”(5) DOCUMENTATION CREATED BY ORTHOTISTS AND PROSTHETISTS. – For purposes of determining the reasonableness and medical necessity of orthotics and prosthetics, documentation created by an orthotist or prosthetist shall be considered part of the individual’s medical record to support documentation created by eligible professionals described in section 1848(k)(3)(B).”.
Even with this one sentence, straightforward provision, there may be questions of timing applicability and such to be resolved – but the win is complete. The Orthotist and Prosthetist Notes are now officially part of the medical record for purposes of Medicare medical necessity and claims audits!

RAND Report and Disability Tech Gap Presentation at the National Press Club

AOPA hosted a press event at the National Press Club in Washington DC, to share the important research from the RAND Corporation on the economic value of advanced prosthetics.
Dr. Soren Mattke, M.D. from RAND Corporation presented the findings of this just published research that concluded that microprocessor knees are associated with improvements in physical function and reductions in falls and osteoarthritis, and that the economic benefits are in line with commonly accepted criteria for good value for money by U.S. payers.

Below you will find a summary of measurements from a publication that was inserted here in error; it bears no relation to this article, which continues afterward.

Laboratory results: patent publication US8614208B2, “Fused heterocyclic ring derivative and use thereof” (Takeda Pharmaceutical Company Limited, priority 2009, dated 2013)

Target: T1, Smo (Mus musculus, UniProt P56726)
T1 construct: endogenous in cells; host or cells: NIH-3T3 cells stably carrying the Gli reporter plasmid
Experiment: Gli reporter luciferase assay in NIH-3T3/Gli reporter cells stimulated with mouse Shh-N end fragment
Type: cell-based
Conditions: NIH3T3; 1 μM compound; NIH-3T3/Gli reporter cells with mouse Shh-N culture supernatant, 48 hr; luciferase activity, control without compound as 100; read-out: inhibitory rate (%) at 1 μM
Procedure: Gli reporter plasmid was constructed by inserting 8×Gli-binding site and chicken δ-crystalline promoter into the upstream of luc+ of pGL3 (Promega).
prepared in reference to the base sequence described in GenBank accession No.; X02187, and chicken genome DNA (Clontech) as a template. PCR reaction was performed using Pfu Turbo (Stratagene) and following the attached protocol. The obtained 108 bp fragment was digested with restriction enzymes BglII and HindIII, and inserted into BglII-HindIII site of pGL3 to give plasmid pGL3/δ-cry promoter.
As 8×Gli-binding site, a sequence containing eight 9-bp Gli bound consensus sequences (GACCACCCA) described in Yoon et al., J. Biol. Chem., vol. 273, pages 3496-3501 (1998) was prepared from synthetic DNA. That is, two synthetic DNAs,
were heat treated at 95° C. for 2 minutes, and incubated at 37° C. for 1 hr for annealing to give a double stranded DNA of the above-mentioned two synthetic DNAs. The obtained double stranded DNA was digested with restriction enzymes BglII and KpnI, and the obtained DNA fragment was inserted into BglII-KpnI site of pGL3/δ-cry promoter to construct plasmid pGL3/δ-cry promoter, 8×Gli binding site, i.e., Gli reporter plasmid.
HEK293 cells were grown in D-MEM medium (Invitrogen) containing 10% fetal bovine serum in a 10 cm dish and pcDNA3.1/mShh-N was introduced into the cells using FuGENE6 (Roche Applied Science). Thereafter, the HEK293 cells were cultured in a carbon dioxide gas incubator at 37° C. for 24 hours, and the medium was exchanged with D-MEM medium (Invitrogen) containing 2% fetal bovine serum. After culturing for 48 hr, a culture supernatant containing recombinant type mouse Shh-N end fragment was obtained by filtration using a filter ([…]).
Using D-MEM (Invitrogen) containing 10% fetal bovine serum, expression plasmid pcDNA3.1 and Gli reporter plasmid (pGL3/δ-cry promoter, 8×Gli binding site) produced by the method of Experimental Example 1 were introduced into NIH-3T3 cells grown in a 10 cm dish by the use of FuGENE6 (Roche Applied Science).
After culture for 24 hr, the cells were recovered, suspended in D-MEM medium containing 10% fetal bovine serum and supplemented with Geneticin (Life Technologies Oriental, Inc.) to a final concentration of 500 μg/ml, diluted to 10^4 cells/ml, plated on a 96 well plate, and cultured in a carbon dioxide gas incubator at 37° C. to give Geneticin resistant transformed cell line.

Dr. Ken Kaufman, PhD of the Mayo Clinic, shared his research on health outcomes for those living with limb loss, including the cost of care broken down by K-level, and the costs of falls. He also shared his research that shows that many patients receiving an amputation are never given a prescription for a prosthetic device.
Prosthetic users Christopher Allen and Peggy Chenoweth shared their compelling stories of how they have benefited from advanced technology in their everyday lives.

The full RAND report can be accessed here.

‘Superhero’ 3D printed hands help kids dream in Argentina


From Associated Press

June 23, 2017 8:39 AM EST

BUENOS AIRES, Argentina (AP) — Being born without fingers can be tough for any child. Getting new ones — especially red and blue superhero themed digits — has made 8-year-old Kaori Misue a vibrant playground star.

Flexing her wrist muscles to bend the plastic fingers, she can work with tape and stickers at an arts and crafts class. She can ride a bike, skip a rope and bake pastries with her mom. Her amazed friends have even begged to borrow the 3D printed hand, which looks a little like a cheerily colored Transformers toy strapped to her wrist.

“It was magical,” her mom, Karina Misue, said. “The confidence it gives kids is tremendous. They’re using it with pride.”

Hundreds of Argentine kids like Kaori who were born without limbs are now able to write, play sports and make music thanks to low-cost prosthetic hands devised by Gino Tubaro, a 21-year-old inventor whose work was praised by President Barack Obama during a visit to Argentina last year.

Tubaro’s “Limbs” project is part of a trend of open-source 3D printing technology initiatives around the world. They include the nonprofit e-NABLE organization that groups volunteers to provide hands and arms to those born with missing limbs or who lost them to war, disease or natural disaster, and the Build It Workspace studio, which teaches people how to use high-tech printers.